‘The king is our protector,’ said Margaret. ‘So far as he is able. And he is a handsome young man, who has brought life and beauty to Westminster after the gloomy days of his grandfather.’

‘We would not have justice without him, whatever his nature,’ said Margery.

‘The king and queen are a model of how a noble couple should be,’ said Joan.

‘Meanwhile, wool exports continue to decline,’ said John Fresshe,

‘Not for me,’ said Hugh Fastolf.

‘Are you sure?’

‘I keep records. One year may be up, another down a little, but overall…’

‘One man is not the measure of all,’ said John Philipot. ‘What account is there for all of us?’

‘There isn’t one – at least not the in the city.’

‘The customs would tell the story up to a point; but you would need to recover a few years’ worth.’

‘There’s a dry job for someone. Nicholas, you like rummaging around in the records.’

‘I have noticed a decline,’ said Henry.

‘Of course there is a decline,’ said Nicholas.

‘Should we worry?’ laughed Margaret.

‘Will it help to talk about it now?’ hissed Margery.

‘Will we be poor?’ whined Joan.

‘Would we notice if our wealth shrank a little?’ posed Idonia. ‘Or even a lot?’.

‘Look what has happened to the fishmongers,’ whispered Joan close to her ear. ‘You said that Sir William was eating with bent spoons.’

‘They worked just as well.’

‘The staple is the cause,’ said John Fresshe. ‘The staple makes a few men rich but excludes others and it encourages home production of cloth. Englishmen can buy wool without paying the king’s duties, which we – or our alien customers – must pay in full.’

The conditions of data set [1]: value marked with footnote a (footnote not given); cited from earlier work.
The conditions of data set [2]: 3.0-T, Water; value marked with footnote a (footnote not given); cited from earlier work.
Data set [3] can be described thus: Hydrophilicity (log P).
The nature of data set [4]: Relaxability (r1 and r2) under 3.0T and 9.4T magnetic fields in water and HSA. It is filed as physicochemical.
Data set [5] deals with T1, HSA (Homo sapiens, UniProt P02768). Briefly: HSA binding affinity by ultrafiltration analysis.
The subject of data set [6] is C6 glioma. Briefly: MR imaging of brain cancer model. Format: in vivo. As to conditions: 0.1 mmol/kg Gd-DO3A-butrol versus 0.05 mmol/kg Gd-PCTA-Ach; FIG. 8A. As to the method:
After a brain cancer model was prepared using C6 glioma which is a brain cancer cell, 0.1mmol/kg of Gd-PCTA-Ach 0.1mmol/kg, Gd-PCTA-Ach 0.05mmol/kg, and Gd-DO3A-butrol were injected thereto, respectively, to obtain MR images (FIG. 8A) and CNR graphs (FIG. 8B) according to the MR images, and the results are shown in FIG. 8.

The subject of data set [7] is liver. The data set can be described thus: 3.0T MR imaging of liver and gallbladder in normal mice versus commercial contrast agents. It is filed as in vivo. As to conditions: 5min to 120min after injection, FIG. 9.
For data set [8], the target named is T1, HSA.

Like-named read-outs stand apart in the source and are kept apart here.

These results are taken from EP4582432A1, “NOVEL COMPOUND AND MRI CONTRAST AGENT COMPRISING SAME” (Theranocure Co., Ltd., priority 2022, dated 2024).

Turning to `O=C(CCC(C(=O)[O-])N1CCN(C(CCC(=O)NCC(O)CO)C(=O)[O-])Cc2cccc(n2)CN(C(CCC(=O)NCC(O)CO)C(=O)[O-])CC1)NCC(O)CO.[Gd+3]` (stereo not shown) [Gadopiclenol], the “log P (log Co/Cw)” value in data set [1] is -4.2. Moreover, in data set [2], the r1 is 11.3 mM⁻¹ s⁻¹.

‘If we can’t think of a dodge,’ added Hugh.

‘Why should there not be cloth made in England?’ asked Margery. ‘It sounds like good work for people fed up with the fields.’

‘No reason – other than our own business may shrink and fail as a result.’

‘Well you all make money from other things – the trades you claim to follow: grocer, vintner, mercer.’

‘Not as much as from exporting wool.’

In the silence which greeted this great truth, Agnes rustled out from behind the screen, seeking the attention of her mistress but gaining it from the whole hall. Even William raised his eyes. She hovered there for a moment and then approached to whisper in Idonia’s ear. The bend of her body was so urgent and fine a piece that Nicholas became frightened by his devotion.

‘Silly girl! Why worry over Gombert? He’ll be back before we want him.’

‘No. Sir Nicholas, excuse me. A man has come to say that Gombert is lying in an alley all beaten up. Guy and Peter have gone to get him.’

‘Bring in the man.’

A curly-head with a bright face entered the hall. ‘I am Henry Londone, servant to Richard Whittington.’

‘What did you see?’